Forty-Five summers ago when Emergency was declared by Indira Gandhi, among those who welcomed it with open arms were many so-called captains of industry, notably J. R. D. Tata and K. K. Birla; they did it in the name of discipline, efficiency and good work culture. Talking to J. Anthony Lukacs of The New York Times, J. R. D. Tata said : “The parliamentary system is not suited to our needs.” (Quoted by Ramachandra Guha in his column in The Telegraph, Kolkata, January 6, 2007.) Here, it is necessary to stress that big business and undemocratic regimes have traditionally been loyal and loving partners. Cancellation of civil liberties and trade union rights – one of the principal characteristics of autocratic regimes – has been known to cause industrialists and businessmen to prosper beyond their greatest expectations.
Even Piloo Mody, normally a close friend and staunch supporter of the Tatas, found it difficult to stomach J. R. D. Tata’s support for the Emergency. At the height of Jayaprakash Narayan’s Nav Nirman Andolan in the mid-1970s against Indira Gandhi’s increasingly authoritarian rule, Mody, previously with the Swatantra Party but then with the Bharatiya Lok Dal, averred : “The absence of active participation in political affairs by the people of Jamshedpur reveals their own political backwardness, as also that of the Tatas.” J.P. himself must have experienced a sense of dismay at the absence of support from the working class of Jamshedpur. Motif, a Jamshadpur weekly, said in an editorial in early 1975 : “We have before us a signed handbill in Hindi issued by Mr. Jayaprakash Narayan from his headquarters in Patna. The handbill entitled ‘An Appeal To The Workers Of Jamshedpur’, calls upon them to rise as one against spiralling prices, corruption, unemployment and basic defects in the educational system. It also exhorts them to lend their moral and material support to the movement which has spread to distant corners of the country and which may well bring about great changes in the government of the day. In the context of J. R. D. Tata’s statement (congratulating the people of Jamshedpur for keeping away from the movement) and J.P.’s appeal, we would like to stress that political consciousness or participation does not mean destroying national or personal property, or breaking the heads of opponents. Nobody is asking the people of this city to leave their jobs and plunge headlong into the strife; it would be sheer madness to suggest anything of the sort. Rather, all that is being asked is that they cease to live in isolation in their own small island, or, to use Mr. Tata’s word, their small ‘oasis’.”
During the Emergency many government officials behaved with such contempt for democratic practice and the rule of law as to give the widespread impression that they would never be accountable to anyone for their misdeeds. These petty tyrants should have known better than to take the people so lightly. Similarly, those like J. R. D. Tata who felt a certain enthusiasm in projecting Jamshedpur as a special place with no connection whatsoever with the mainstream of political activities, should also have known better. This insular, self-congratulating attitude of claiming a superior position for the steel city contributed in no small measure to cutting it off from the culture of informed criticism without which no community can grow and evolve into a life-throbbing entity. This irresponsible attitude rightly came in for condemnation in some quarters within the city itself, but that was after the Emergency had been lifted. In this connection, the belief needs to be underlined at least thrice that even in the best of times, benevolent despotism is about the best that the Tatas can honestly claim to have given Jamshedpur. And, apparently, that is not enough to more than one ‘asking Oliver’ or ‘doubting Thomas’. Here, one can do no better than to recall Aristotle : “There is a difference between the rule of master over slave, and the rule of a statesman.” It is almost as if the wise ancient was commenting on the state of affairs in Jamshedpur and the inability of many of its inhabitants to differentiate between the real and the counterfeit.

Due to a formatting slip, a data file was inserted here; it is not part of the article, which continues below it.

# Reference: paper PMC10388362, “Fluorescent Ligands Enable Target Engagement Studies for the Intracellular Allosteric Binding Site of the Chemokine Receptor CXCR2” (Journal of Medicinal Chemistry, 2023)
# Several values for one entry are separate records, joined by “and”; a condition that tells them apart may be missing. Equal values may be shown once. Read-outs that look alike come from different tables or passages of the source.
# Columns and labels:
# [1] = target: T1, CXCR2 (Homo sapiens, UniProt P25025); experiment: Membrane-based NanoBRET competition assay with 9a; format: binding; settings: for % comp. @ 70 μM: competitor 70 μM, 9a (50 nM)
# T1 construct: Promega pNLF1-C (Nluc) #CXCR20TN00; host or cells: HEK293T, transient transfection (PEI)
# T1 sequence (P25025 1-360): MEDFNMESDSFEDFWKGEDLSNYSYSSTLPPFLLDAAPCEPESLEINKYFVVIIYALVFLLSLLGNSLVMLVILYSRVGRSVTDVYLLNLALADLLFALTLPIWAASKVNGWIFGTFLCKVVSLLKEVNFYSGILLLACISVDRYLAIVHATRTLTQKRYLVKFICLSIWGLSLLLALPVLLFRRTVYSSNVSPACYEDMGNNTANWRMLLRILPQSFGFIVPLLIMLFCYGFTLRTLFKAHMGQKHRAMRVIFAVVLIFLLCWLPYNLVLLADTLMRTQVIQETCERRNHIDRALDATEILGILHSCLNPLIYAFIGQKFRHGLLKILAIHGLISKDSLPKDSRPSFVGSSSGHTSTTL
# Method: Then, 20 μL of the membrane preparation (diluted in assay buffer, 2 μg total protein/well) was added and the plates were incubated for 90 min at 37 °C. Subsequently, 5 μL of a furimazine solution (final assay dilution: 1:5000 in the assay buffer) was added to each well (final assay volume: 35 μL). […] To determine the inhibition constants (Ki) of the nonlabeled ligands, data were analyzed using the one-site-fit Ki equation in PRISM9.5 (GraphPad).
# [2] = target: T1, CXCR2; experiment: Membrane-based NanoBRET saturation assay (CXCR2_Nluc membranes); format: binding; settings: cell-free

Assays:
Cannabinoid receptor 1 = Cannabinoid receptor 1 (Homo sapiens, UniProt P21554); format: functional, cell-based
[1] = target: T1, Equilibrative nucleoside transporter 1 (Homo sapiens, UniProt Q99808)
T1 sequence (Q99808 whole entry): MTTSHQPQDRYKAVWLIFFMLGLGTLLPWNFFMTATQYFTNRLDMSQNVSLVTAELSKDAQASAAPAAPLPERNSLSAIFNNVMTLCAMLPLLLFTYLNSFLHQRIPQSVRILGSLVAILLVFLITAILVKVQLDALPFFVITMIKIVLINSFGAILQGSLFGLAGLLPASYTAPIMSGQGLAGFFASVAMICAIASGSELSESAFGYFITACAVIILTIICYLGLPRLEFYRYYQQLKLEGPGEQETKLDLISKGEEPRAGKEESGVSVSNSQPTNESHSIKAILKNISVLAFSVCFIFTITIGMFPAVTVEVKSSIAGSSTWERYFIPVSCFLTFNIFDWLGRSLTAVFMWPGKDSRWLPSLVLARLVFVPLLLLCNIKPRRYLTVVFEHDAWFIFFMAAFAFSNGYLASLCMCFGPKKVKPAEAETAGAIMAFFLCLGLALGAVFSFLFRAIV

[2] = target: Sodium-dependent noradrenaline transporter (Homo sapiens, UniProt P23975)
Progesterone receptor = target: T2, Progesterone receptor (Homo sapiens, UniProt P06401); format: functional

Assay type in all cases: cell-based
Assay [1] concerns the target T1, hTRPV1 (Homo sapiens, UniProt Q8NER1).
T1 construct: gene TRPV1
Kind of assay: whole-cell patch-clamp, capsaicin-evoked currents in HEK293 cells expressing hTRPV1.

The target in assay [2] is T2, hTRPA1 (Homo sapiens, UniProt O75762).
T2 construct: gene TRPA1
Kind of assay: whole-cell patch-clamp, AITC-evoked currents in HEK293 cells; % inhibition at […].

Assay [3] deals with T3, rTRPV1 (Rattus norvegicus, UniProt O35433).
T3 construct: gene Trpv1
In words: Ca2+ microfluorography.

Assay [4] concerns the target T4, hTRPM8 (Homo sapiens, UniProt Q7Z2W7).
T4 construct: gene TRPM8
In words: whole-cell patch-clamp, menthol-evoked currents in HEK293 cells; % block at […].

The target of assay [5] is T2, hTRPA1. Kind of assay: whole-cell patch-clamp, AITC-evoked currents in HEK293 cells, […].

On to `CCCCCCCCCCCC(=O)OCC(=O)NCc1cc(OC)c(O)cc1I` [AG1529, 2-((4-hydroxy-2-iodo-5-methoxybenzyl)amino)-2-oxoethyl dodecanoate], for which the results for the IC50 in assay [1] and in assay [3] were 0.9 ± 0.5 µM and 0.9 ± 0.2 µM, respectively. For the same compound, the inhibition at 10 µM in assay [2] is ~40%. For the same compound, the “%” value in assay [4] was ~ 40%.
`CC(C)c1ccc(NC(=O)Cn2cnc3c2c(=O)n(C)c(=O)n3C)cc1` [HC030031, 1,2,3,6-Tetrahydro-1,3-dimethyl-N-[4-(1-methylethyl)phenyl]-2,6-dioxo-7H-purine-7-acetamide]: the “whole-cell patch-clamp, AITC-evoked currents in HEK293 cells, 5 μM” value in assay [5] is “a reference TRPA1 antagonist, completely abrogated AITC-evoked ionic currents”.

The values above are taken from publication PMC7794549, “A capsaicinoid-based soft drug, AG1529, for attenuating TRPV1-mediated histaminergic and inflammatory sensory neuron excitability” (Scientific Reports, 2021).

If the Tatas had even a jot of statesmanship they would not have taken such great pains over such a long period of time practising the politics of keeping people away from politics. A strong fear of, and ferocious opposition to dissidence vitiates the Jamshedpur air. Life-affirming art and culture, for one thing, has never been encouraged by the industrial/corporate powers-that-be here. The regimented settlement has interest enough in varied frivolities and shallowness in the name of entertainment, blithely unaware of or refusing to concede that entertainment can also have a serious component providing food for thought and space for upliftment. The city has money, time and energy for eating events, fashion parades, dazzling musical extravaganzas and other expressions of crass consumerism, but for poets, writers, musicians, artists, academics and other personages committed to ‘being themselves’, whatever the pressures and blandishments to conform, it has been known to exhibit lukewarm interest at best and unconcealed hostility at worst.
It speaks volumes about the mediocrity of a ‘modern’ city of well over ten lakh people that despite the best efforts of a small but steadfast group of progressives, Jamshedpur is yet to have a university. Every time the proposal to have a university in Jamshedpur has been mooted, the long and invisible arm of forces inimical to the idea has gone into action to smother it. Not without reason is there an impression in certain quarters that the Tatas are not keen on having a university in the city. A university would mean an influx of ‘thinking’ people, men and women complete with diverse thoughts, poltics and ideologies – the last thing that the high priests of conformity and unquestioning allegiance would want. The fact is that not all the broad, clean, tree-lined, well-lit boulevards of Jamshedpur can compensate for the disdainful attitude towards the sceptical artist – the soul and conscience of a place and its inhabitants.
Astad Deboo, currently India’s best-known modern/experimental dancer who went to school in Jamshedpur where he first discovered his flair for mudra and abhinaya, is a disappointed man when it comes to discussing the city’s indifference to alternative artistic expressions. In a letter to an old school friend, namely this writer, Astad had this to say: “I have never been invited by Jamshedpur to perform. It’s always been for Loyola, my old school, that I have gone to perform… What is it that I do not do right, that keeps the corporate directors from not supporting my work…” Why just the corporate directors, what about the numerous so-called social and cultural organisations in the city of hundred plus years? What about the many schools and colleges in the city? Must only those who sell in a sub-culture of gloss and superficiality, be invited to perform? Must only icons of irrelevance, purveyors of sound and fury signifying nothing, be allowed to hold stage here? Surely, there is no rule that says that culture has to be vulturised. Perhaps, there is in the credo of the city’s corporate eminences since it fits perfectly into their agenda of turning their back on anything – artistic, intellectual or academic – that is likely to lift the spirit of the populace to levels higher than that of the pedestrian.